Please enjoy this special guest blog from Dr. Rebecca Robbins, a post-doctoral research fellow at the Brigham and Women’s Hospital and Harvard Medical School. She is the Co-Author of Sleep for Success! Everything You Must Know About Sleep but Are too Tired to Ask (AuthorHouse Publishing) and a Darien native.
Sleep plays a critical role in our mood, health, and well-being. Unfortunately, amid stressful events, such as the coronavirus disease 2019 (COVID-19) pandemic, our ability to get restorative, healthy sleep is fundamentally compromised. Over the past several months, public officials have acted swiftly to curb the spread of the virus, imposing mitigation strategies such as sheltering in place, which have flipped our daily routines and lives upside down. These structural changes are coupled with high levels of uncertainty, such as those pertaining to the origin, prevention and treatment for COVID-19, as well as heightened levels of economic uncertainty. Despite these uncertain times, research shows that small, behavioral changes to sleep routines can go a long way – even in a pandemic – toward more restorative sleep. If you are experiencing sleep difficulty, first acknowledge that disrupted sleep is normal amidst stressful environments, such as our present time. As we do not have control over everything that happens in our lives, what we can control is our response. Here are a few good sleep strategies to follow:
1. Routine is absolutely critical. Without the structure of working, running errands, exercising outside the home, keeping a routine is absolutely critical. Set a bedtime and wake up time that you can meet nearly all days of the week (including week days and weekends).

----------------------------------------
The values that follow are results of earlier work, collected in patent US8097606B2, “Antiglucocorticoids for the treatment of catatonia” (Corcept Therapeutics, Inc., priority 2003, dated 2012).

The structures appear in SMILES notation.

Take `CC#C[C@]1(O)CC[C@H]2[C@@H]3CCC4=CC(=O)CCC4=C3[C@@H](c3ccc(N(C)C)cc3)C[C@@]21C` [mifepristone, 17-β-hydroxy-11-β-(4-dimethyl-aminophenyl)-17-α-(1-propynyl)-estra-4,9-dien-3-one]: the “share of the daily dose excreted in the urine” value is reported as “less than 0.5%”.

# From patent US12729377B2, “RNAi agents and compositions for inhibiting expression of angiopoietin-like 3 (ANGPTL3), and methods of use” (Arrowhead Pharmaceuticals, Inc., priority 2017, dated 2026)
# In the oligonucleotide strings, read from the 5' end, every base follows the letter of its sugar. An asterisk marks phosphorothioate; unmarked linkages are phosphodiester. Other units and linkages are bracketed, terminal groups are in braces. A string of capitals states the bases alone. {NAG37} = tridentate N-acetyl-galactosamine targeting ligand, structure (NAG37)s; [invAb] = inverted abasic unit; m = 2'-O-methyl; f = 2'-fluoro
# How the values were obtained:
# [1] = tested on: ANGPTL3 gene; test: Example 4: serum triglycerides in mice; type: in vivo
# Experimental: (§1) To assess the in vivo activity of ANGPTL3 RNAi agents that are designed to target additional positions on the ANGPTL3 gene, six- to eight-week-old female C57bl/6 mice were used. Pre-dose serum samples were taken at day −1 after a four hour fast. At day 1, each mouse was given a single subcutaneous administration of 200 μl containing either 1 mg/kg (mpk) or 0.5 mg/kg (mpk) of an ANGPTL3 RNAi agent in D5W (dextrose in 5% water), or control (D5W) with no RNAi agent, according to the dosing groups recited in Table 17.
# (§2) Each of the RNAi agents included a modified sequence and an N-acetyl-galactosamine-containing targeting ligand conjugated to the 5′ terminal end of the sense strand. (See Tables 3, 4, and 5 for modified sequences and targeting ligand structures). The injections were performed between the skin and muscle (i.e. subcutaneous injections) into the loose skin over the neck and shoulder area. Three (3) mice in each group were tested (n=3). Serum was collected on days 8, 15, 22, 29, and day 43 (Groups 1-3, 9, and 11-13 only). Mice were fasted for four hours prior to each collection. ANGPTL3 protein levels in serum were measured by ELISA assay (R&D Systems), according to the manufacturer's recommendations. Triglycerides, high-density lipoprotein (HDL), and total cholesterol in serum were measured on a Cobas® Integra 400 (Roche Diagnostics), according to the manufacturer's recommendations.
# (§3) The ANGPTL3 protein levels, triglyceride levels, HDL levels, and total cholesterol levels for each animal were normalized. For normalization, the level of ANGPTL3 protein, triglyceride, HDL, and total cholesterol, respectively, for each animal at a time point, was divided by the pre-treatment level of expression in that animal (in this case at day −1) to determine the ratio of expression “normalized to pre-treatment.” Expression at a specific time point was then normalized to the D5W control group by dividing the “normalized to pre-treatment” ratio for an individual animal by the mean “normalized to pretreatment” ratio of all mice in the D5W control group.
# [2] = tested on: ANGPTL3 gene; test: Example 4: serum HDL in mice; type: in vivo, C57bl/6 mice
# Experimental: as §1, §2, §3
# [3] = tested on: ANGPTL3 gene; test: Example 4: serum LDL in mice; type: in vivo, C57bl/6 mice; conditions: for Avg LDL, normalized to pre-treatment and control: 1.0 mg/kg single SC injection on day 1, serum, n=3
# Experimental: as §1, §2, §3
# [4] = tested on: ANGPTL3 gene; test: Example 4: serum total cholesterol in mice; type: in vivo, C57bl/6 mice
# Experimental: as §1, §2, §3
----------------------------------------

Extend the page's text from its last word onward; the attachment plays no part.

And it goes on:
2. Resist the urge to “stay up” or “sleep in.” A consistent sleep routine is actually one way your internal sleep system stays in sync. We are creatures of habit, and small changes to our routine can disrupt an otherwise careful balance of physiological processes (e.g., the secretion of melatonin in the brain) that culminate in sleep.
3. Save bed for sleep, and sleep alone. Our bed is ideally a sanctuary to our slumber. Choose colors that are soothing for your décor, and invest in the best possible mattress and bedding that you can afford. Avoid working, eating, or watching television in bed, as these behaviors will lead you to subconsciously believe bed is a place for activities other than sleep, and can increase the likelihood you will experience sleep difficulties.
4. Exposure to natural light. Light is the strongest source of input to our circadian rhythm, a term which refers to the highly patterned nature of many physiological processes across a 24-hour day. Sleep operates in such a circadian fashion, dictating that we are tired at certain times during the day, then alert at others. Go outside or open a window when you wake up in the morning, breathe in the fresh air, and feel the sunshine. Believe it or not, this can have a similar effect to caffeine, but without the jitters.
5. Experiencing sleep difficulty? Limit napping. If you are experiencing insomnia symptoms (e.g., difficulty falling asleep, staying asleep, waking up too early) then avoid napping in the afternoon. If you are a healthy sleeper and enjoy a nap every now and then, by all means, continue this practice. Keep in mind good napping strategies, including keeping your nap limited to approximately 20-30 minutes.
6. Be mindful of daytime behaviors. What we do (or do not do) during the day matters for our sleep. For instance, too much coffee or caffeine during the day can make it difficult to fall asleep. Similarly, too much water close to bedtime may cause you to wake up to use the bathroom. A dinner too close to bedtime may also make it difficult to fall asleep, as the body is still digesting. Finally, those who exercise get better, deeper sleep. Make time for exercise, to the point of sweating, as many days of the week as possible.
7. Keep worries at bay. If you have not tried meditation, there is perhaps no better time to try, particularly if you find your mind racing with thoughts or worries at night close to bedtime. You may consider a mindfulness breathing exercise, such as sitting in a comfortable position on the floor, or in an arm chair, and breathing long, deep breaths with your eyes closed. Focus on your breath and let thoughts pass.